The first female president of Hungary is a fervent Catholic.
Fervent Catholic and defender of the family, the President of Hungary Katalin Novák was received by Pope Francis on August 25, 2022, at the Vatican.
The war in Ukraine and the promotion of life and family were discussed in her exchanges with the Holy See’s Secretary of State, Cardinal Pietro Parolin, and the Secretary for Relations with States, Archbishop Paul Richard Gallagher.
The Secretariat of State issued a brief statement, as is protocol during visits by heads of state, referring to the “good bilateral relations” between Hungary and the Holy See. Several “topics of common interest” were discussed between the president and the papal diplomatic officials, including “the family, the promotion of the culture of life, youth and the situation of Christians in the Middle East,” as well as “the war in Ukraine and commitment to peace.”
The text also mentions the pope’s apostolic journey to Budapest in September 2021 on the occasion of the 52nd International Eucharistic Congress. Notably, the communiqué does not mention the question of welcoming migrants, as the Hungarian authorities do not share Pope Francis’ orientations on this issue. However, thousands of Ukrainian refugees have been welcomed in Hungary since the beginning of the Russian offensive on February 24, 2022.
As is customary, at the end of their 45-minute meeting, the pope offered the president the main documents of his pontificate, as well as a bronze work representing a child helping another to get up, with the inscription “Amare Aiutare” (“Love to help”).
Novák presented him with a handmade stole, two CDs of Franz Liszt’s music, and a book about a collection of contemporary art inspired by biblical themes.
First woman to be Hungary’s president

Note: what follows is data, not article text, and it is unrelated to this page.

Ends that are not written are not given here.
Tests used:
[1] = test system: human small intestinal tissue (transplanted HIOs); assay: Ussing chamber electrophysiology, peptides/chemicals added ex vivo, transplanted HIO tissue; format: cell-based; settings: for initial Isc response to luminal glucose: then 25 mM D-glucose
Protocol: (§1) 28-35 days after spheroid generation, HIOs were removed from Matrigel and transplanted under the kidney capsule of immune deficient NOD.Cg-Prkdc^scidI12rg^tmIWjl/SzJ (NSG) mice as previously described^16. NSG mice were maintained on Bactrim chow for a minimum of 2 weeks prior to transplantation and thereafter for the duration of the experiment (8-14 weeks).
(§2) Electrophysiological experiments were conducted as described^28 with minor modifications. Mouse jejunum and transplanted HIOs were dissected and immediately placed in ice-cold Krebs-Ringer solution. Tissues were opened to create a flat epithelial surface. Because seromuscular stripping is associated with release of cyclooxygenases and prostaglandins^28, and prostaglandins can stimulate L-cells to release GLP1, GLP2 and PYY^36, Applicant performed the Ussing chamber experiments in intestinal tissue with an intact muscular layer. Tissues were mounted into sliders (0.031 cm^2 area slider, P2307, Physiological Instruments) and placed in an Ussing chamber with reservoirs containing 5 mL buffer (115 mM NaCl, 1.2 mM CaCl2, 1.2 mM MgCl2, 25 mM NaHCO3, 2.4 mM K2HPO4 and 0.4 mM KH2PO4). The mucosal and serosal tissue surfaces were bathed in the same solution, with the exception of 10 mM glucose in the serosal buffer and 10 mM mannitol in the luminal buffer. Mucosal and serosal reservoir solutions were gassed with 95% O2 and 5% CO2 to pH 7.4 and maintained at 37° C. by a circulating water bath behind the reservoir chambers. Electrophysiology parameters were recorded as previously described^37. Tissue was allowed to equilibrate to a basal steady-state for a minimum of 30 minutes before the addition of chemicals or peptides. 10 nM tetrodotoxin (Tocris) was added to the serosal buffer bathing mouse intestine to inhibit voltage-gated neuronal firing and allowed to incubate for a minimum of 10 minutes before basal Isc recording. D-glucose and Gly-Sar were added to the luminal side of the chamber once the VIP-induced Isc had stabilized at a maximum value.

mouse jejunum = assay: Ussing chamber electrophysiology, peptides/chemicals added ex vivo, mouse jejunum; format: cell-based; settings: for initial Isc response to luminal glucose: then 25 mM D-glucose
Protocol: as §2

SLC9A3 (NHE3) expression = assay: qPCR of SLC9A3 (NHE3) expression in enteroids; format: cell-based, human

Katalin Novák was elected president of the Central European country last March, and on May 10, 2022, she became the first woman to hold the Hungarian presidency. A member of the same right-wing party as Prime Minister Viktor Orbán, the Fidesz, she had previously been minister for family issues in his government.
A devout Catholic, this 44-year-old woman, who studied in France, regularly mentions her faith as a source of motivation for her political commitment. She testified to this in early August during a visit to the shrine of Fatima, Portugal. In preparation for her meeting with the pope, she met on August 17, 2022, with Cardinal Péter Erdő, Archbishop of Esztergom-Budapest. Her commitment to the defense of the traditional family is a subject of convergence with the Catholic Church and the Holy See.
As in Italy, Hungary’s presidential office is essentially one of institutional and diplomatic representation. Internationally, the Hungarian president has openly condemned the Russian offensive in Ukraine and has reestablished ties with neighboring Poland by making her first trip there, after Hungary’s relatively conciliatory stance towards Russia had caused a diplomatic crisis between Budapest and Warsaw. However, the main prerogatives of the executive branch are in the hands of Prime Minister Viktor Orbán, who was received by Pope Francis on April 21, 2022.
Hungary, a possible future destination for the pope
If his health and schedule allow it, the pope could visit Hungary in the coming months. His short stop in Budapest in 2021 was not considered an official visit to Hungary, but Pope Francis promised to return to the Central European country of nearly 10 million people for a longer period.
Interviewed by Hungarian public television after her visit, the president said she had given the pope an official invitation and that Hungary was ready to begin preparations for an apostolic visit, with a possible schedule for the spring of 2023. She also emphasized the convergences between Hungary and the Holy See in the search for peace in Ukraine. It should be noted that the pope and the president spoke in Spanish, without an interpreter.
Hungary remains marked by a robust Catholicism, which involves between 50% and 60% of the population, and remains relatively unaffected by the crisis of vocations and secularization that mark most other European countries.
In addition to his September 2021 stop in Budapest, the pope also praised the popular piety of Catholics of Hungarian culture during a June 1, 2019, Mass celebrated in Sumuleu-Ciuc, a pilgrimage site of the Hungarian minority in Romania.
The hypothesis of a stop in Hungary on the way to Ukraine, where the pope wants to go to show his closeness to the suffering population in the face of war, could also be a geographically logical plan for the pope, in a trip that would then be turned to the theme of welcoming Ukrainian refugees.